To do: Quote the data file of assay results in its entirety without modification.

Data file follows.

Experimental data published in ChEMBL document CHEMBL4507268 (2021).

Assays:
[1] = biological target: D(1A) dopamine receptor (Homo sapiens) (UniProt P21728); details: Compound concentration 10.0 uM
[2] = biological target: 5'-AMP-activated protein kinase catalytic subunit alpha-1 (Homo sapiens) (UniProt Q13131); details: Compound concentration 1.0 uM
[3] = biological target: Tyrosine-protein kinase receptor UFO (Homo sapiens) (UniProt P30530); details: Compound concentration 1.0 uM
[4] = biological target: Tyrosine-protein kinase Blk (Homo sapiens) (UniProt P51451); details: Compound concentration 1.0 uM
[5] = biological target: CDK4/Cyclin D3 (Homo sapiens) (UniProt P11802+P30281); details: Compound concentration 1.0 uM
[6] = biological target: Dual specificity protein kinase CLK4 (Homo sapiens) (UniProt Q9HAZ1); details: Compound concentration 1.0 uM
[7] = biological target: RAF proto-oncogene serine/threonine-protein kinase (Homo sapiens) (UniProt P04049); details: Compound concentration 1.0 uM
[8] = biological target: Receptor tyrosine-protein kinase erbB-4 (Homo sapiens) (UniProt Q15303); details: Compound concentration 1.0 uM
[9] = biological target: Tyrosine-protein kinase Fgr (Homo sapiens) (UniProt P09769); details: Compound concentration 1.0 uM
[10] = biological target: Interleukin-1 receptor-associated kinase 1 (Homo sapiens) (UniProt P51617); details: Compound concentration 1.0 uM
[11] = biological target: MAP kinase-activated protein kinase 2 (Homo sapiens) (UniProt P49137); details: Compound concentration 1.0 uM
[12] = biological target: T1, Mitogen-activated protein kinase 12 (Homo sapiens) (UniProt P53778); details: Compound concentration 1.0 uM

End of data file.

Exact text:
Experimental data published in ChEMBL document CHEMBL4507268 (2021).

Assays:
[1] = biological target: D(1A) dopamine receptor (Homo sapiens) (UniProt P21728); details: Compound concentration 10.0 uM
[2] = biological target: 5'-AMP-activated protein kinase catalytic subunit alpha-1 (Homo sapiens) (UniProt Q13131); details: Compound concentration 1.0 uM
[3] = biological target: Tyrosine-protein kinase receptor UFO (Homo sapiens) (UniProt P30530); details: Compound concentration 1.0 uM
[4] = biological target: Tyrosine-protein kinase Blk (Homo sapiens) (UniProt P51451); details: Compound concentration 1.0 uM
[5] = biological target: CDK4/Cyclin D3 (Homo sapiens) (UniProt P11802+P30281); details: Compound concentration 1.0 uM
[6] = biological target: Dual specificity protein kinase CLK4 (Homo sapiens) (UniProt Q9HAZ1); details: Compound concentration 1.0 uM
[7] = biological target: RAF proto-oncogene serine/threonine-protein kinase (Homo sapiens) (UniProt P04049); details: Compound concentration 1.0 uM
[8] = biological target: Receptor tyrosine-protein kinase erbB-4 (Homo sapiens) (UniProt Q15303); details: Compound concentration 1.0 uM
[9] = biological target: Tyrosine-protein kinase Fgr (Homo sapiens) (UniProt P09769); details: Compound concentration 1.0 uM
[10] = biological target: Interleukin-1 receptor-associated kinase 1 (Homo sapiens) (UniProt P51617); details: Compound concentration 1.0 uM
[11] = biological target: MAP kinase-activated protein kinase 2 (Homo sapiens) (UniProt P49137); details: Compound concentration 1.0 uM
[12] = biological target: T1, Mitogen-activated protein kinase 12 (Homo sapiens) (UniProt P53778); details: Compound concentration 1.0 uM